Yet another milestone in the quest for alternative, more fuel-efficient sources of power will soon be marked with the conversion of the ropax vessel Stena Germanica to a dual-fuel methanol propulsion system at Poland's Remontowa shipyard.
The 240-metre-long, 1,500-passenger ferry, which will be converted over a 45-day period from 28 January, 2015, will be the world's first ever methanol-powered sea vessel. Approval and classification will be by surveying teams from Lloyd's Register.
Preliminary tests on a methanol-modified Wartsila engine 6ZAL40S similar to the Germanica's were overseen in Trieste by five LR teams from our Copenhagen, Trieste, Gotheburg, Venice and Southampton offices.
LR's Trieste-based Lead Specialist, Roberto Costantino, said: "We carried out three days of tests on a modified engine at Wartsila's R&D laboratory so as to understand the engine performance when running with methanol. While the test engine is a similar type to the four engines on the vessel, it has fewer cylinders. So the builders are converting the existing ones on the ship."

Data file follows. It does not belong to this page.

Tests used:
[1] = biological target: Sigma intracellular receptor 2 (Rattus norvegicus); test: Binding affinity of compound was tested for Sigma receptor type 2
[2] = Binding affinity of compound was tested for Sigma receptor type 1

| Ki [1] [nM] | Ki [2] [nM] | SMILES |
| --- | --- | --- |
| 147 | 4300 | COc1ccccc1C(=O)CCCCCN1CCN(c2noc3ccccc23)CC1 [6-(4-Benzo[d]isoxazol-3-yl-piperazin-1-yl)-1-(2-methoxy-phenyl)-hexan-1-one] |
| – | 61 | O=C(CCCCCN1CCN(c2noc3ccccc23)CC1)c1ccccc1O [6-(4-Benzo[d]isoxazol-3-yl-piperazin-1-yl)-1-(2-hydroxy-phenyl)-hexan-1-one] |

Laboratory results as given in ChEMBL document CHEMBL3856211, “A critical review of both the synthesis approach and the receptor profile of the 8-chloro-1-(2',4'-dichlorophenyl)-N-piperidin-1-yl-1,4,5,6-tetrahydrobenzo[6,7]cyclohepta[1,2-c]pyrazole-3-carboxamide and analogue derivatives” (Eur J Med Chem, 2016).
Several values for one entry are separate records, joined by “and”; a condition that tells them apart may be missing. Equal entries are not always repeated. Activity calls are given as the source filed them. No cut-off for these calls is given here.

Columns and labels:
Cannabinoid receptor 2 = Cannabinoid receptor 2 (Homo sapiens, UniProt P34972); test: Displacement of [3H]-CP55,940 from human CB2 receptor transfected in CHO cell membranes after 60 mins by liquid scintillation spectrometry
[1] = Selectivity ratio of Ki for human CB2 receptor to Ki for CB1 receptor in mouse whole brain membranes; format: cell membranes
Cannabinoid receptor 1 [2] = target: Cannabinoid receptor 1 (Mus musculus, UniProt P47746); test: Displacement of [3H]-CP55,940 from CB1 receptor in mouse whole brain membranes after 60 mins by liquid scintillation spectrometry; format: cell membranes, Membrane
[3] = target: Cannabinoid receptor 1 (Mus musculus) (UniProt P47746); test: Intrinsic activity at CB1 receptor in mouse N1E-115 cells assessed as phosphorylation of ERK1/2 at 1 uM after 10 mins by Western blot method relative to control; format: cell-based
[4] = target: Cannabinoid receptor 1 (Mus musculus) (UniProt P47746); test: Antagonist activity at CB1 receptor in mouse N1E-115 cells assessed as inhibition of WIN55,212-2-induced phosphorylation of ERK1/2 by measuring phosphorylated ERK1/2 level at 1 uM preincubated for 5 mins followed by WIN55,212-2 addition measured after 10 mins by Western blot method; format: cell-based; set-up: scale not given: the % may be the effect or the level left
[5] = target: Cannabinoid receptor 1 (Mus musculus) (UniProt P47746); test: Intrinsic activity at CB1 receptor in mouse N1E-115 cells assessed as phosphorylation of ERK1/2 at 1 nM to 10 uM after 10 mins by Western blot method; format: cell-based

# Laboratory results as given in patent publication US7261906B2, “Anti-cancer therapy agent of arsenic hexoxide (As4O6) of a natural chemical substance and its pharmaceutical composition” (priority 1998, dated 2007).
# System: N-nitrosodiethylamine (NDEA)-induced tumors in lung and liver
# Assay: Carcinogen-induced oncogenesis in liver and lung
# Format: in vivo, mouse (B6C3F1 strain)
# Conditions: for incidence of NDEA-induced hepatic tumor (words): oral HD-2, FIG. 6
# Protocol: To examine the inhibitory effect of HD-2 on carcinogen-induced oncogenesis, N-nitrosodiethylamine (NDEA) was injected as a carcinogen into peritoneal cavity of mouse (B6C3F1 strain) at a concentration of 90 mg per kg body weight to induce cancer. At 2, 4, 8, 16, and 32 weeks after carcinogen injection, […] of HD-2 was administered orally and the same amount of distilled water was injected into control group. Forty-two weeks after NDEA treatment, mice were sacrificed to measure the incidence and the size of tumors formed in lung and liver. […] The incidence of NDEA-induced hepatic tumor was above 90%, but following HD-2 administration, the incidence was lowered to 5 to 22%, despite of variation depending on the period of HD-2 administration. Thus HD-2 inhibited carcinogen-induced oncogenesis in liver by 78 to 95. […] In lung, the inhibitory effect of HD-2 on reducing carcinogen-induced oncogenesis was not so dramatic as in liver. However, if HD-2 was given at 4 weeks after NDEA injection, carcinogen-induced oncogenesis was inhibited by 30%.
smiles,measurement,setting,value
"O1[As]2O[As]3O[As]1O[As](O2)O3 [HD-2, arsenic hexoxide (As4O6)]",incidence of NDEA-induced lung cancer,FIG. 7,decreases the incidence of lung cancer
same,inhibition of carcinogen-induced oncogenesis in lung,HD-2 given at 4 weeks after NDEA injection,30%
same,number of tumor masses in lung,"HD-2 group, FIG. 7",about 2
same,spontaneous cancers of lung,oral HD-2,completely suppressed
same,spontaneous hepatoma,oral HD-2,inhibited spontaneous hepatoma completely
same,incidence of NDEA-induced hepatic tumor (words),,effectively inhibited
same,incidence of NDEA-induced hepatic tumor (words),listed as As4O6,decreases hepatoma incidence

The new fuel arrangement on the Germanica, which is owned and operated by the Swedish ferry operator Stena Line, will combine methanol as its primary fuel with marine gas fuel (MGO) as a back-up power source. SOx emissions are expected to be cut by 99%, NOx; by 60%, particulates by 95% and CO2 by 25%.
Stena Line's CEO Carl-Johan Hagman said: "The emissions from methanol are comparable to LNG, but the requirements for handling and infrastructure are much lower. The construction team are looking at and will use several different exhaust gas treatment technologies and if the methanol project is a success we will convert more vessels."